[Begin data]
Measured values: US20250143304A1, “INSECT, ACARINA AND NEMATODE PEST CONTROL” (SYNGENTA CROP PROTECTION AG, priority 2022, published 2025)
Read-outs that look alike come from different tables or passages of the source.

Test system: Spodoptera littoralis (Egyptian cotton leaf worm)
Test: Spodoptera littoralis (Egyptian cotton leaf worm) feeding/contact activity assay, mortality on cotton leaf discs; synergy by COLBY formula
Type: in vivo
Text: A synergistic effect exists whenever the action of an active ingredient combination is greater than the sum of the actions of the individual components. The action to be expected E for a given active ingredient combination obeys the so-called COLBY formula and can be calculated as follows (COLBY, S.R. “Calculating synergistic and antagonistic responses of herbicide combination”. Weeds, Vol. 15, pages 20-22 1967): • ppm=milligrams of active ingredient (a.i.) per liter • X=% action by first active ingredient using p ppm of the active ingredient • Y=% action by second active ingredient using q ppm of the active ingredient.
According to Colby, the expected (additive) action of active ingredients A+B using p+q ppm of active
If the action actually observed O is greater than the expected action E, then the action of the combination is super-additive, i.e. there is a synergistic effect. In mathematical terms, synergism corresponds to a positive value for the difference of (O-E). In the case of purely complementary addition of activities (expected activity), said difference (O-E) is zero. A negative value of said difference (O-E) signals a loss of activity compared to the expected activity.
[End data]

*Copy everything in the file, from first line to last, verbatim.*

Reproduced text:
Measured values: US20250143304A1, “INSECT, ACARINA AND NEMATODE PEST CONTROL” (SYNGENTA CROP PROTECTION AG, priority 2022, published 2025)
Read-outs that look alike come from different tables or passages of the source.

Test system: Spodoptera littoralis (Egyptian cotton leaf worm)
Test: Spodoptera littoralis (Egyptian cotton leaf worm) feeding/contact activity assay, mortality on cotton leaf discs; synergy by COLBY formula
Type: in vivo
Text: A synergistic effect exists whenever the action of an active ingredient combination is greater than the sum of the actions of the individual components. The action to be expected E for a given active ingredient combination obeys the so-called COLBY formula and can be calculated as follows (COLBY, S.R. “Calculating synergistic and antagonistic responses of herbicide combination”. Weeds, Vol. 15, pages 20-22 1967): • ppm=milligrams of active ingredient (a.i.) per liter • X=% action by first active ingredient using p ppm of the active ingredient • Y=% action by second active ingredient using q ppm of the active ingredient.
According to Colby, the expected (additive) action of active ingredients A+B using p+q ppm of active
If the action actually observed O is greater than the expected action E, then the action of the combination is super-additive, i.e. there is a synergistic effect. In mathematical terms, synergism corresponds to a positive value for the difference of (O-E). In the case of purely complementary addition of activities (expected activity), said difference (O-E) is zero. A negative value of said difference (O-E) signals a loss of activity compared to the expected activity.